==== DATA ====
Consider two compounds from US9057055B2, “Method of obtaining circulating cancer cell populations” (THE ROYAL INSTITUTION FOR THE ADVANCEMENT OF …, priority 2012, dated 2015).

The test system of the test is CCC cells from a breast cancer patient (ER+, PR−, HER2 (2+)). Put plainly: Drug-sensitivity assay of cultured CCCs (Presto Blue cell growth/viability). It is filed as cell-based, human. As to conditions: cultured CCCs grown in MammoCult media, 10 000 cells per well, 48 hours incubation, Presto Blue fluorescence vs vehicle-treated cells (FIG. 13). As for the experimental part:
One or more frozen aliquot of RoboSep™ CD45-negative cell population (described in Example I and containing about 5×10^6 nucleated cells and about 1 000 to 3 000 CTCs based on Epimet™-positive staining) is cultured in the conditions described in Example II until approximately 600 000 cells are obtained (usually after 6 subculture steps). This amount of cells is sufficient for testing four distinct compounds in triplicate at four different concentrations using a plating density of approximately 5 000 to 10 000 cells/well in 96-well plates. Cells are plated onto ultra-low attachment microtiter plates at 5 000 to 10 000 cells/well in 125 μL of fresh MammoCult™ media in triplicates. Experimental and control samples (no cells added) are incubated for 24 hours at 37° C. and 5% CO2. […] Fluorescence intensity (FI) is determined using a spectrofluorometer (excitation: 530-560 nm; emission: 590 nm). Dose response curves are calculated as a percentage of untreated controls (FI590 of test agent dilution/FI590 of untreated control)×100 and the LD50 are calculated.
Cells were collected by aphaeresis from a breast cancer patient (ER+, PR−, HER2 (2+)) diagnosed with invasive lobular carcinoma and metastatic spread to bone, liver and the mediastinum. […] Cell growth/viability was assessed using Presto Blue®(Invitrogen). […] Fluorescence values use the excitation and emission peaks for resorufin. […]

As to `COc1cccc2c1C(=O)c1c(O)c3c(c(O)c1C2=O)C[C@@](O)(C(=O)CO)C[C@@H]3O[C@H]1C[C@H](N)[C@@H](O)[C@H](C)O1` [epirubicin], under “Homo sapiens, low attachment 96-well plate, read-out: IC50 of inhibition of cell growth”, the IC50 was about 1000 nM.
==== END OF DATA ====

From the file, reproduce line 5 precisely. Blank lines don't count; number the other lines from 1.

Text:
As to `COc1cccc2c1C(=O)c1c(O)c3c(c(O)c1C2=O)C[C@@](O)(C(=O)CO)C[C@@H]3O[C@H]1C[C@H](N)[C@@H](O)[C@H](C)O1` [epirubicin], under “Homo sapiens, low attachment 96-well plate, read-out: IC50 of inhibition of cell growth”, the IC50 was about 1000 nM.